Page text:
‘Creating value-chain linkages, key to accelerated industrial devt’
With the plans to aid the proposed establishment of the Continental Free Trade Area (CFTA) underway, stakeholders including the Economic Commission for Africa (ECA), the African Development Bank (AfDB) and the African Union Commission (AUC) have urged African societies to transform the structure of their economies through accelerated industrial development and by creating supply and value chain linkages across the continent.
According to the stakeholders, the move became imperative considering the fact that despite growth during the past decade and relatively good performance, African economies lack industrialisation and integration.
Specifically, the stakeholders in their reports show that recent growth has had no impact on the underlying structural design of these economies and to diversify its economies, the continent must reverse its dependence on merchandise exports dominated by raw and unprocessed commodities.
For the CFTA to be more meaningful, the stakeholders recommended for African states to transform the structure of their economies.
Indeed, the ninth session of the Economic Commission for Africa Committee on Regional Cooperation and Integration (CRCI) expected to convene in Addis Ababa from 7 to 9 December 2015, will discuss means of promoting and accelerating productive integration through trade and market integration; economic diversification; competitiveness; infrastructure; regional and continental value chains development; and the financing and investments needed to meet implement these policies.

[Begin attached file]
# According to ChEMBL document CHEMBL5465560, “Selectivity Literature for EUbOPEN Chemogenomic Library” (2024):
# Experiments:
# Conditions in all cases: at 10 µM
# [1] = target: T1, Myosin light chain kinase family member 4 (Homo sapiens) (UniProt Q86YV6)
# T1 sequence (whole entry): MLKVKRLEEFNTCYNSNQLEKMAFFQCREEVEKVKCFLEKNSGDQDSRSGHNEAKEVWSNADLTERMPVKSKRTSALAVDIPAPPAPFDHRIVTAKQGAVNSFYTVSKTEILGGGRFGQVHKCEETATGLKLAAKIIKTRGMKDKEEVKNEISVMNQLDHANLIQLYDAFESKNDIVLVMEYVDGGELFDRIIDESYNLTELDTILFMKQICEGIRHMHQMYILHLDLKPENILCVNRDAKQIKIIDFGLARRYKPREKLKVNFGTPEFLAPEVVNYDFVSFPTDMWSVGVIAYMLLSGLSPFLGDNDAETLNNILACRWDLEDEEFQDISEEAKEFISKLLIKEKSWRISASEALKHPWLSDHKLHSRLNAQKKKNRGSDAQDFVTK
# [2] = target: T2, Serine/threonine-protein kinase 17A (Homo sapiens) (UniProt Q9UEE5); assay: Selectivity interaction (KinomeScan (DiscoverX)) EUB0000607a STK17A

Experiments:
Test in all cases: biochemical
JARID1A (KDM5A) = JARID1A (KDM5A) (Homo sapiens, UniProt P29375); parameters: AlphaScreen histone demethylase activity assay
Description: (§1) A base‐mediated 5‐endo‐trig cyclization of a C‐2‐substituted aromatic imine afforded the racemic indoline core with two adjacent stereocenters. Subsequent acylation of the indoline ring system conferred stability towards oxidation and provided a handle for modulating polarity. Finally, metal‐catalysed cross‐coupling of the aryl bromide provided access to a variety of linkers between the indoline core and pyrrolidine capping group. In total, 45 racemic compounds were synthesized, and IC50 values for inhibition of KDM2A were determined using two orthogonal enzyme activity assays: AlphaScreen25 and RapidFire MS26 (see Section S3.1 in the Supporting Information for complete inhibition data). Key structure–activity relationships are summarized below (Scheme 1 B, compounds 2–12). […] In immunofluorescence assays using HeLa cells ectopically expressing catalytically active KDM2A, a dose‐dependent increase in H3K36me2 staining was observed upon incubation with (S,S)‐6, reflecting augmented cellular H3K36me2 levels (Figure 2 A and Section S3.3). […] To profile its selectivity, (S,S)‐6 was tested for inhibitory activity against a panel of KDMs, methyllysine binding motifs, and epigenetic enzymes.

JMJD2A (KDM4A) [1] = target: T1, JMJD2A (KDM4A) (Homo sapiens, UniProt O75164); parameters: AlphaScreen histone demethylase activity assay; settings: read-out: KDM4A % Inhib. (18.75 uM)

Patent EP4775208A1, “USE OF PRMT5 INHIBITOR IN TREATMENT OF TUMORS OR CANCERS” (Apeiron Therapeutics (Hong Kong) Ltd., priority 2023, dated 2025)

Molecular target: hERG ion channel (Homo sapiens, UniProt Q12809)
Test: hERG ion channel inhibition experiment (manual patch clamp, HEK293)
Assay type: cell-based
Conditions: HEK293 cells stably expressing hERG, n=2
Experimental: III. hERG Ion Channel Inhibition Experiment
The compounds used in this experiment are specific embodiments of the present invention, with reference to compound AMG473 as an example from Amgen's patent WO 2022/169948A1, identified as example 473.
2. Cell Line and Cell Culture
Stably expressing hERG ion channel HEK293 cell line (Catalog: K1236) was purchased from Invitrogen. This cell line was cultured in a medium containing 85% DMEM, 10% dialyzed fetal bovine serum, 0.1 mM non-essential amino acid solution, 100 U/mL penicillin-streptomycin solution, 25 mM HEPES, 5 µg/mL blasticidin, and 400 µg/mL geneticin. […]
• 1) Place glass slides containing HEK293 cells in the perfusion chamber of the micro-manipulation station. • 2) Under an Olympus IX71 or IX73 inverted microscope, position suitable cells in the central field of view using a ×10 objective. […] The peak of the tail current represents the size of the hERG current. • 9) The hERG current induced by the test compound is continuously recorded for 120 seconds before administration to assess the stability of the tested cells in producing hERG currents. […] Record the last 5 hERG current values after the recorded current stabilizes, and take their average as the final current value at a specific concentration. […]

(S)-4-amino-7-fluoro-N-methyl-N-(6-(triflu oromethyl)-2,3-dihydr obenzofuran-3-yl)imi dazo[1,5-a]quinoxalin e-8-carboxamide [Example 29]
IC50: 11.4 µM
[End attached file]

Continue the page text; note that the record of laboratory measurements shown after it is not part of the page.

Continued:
Already, studies, including the recent ECA Economic Report on Africa (ERA), suggest that to improve intra-African trade, the continent must address its overall weak productive capacities and lack of competitiveness and technological sophistication.
The studies cite infrastructure as one of the key impediments to productive integration in Africa.
“An insufficient infrastructure has adverse effects on supply and value chain linkages, not only in the agriculture sector on which the majority of Africans depend, but also in manufacturing and other sectors of the economy. It also affects growth, the creation of jobs and eventual elimination of widespread poverty.
“With infrastructure in place, intra-African trade and regional value chains can effectively facilitate Africa’s industrialization and eventual entry into global value chains”, the reports suggest.
Themed “Enhancing Productive Integration for Africa’s Structural Transformation”, this ninth session of the Committee will meet to review several documents such as the report on Assessing Regional Integration in Africa VII: Innovation, Competitiveness and Regional Integration (ARIA VII) which recommend that Africa implement innovation-friendly policies if it is to achieve sustained economic growth and transformation.
The ARIA VIII and ECA Economic Report on Africa recommend increasing investments in hard infrastructure, financial services, soft infrastructure and a creation of conducive macroeconomic policies and business environment. Investments in transport, energy, and information and communication technology form a strong basis for a viable and an economic oriented regional integration, the reports argue.
While the eight session of the Committee focused on concrete policy actions and measures required to enhance progress in trade, regional cooperation and integration, this ninth session will address specific policies such as the Action Plan for Boosting Intra-African Trade, and the envisaged establishment of the Continental Free Trade Area (CFTA) which African Union Assembly of Heads of State and Government wish to launch by 2017.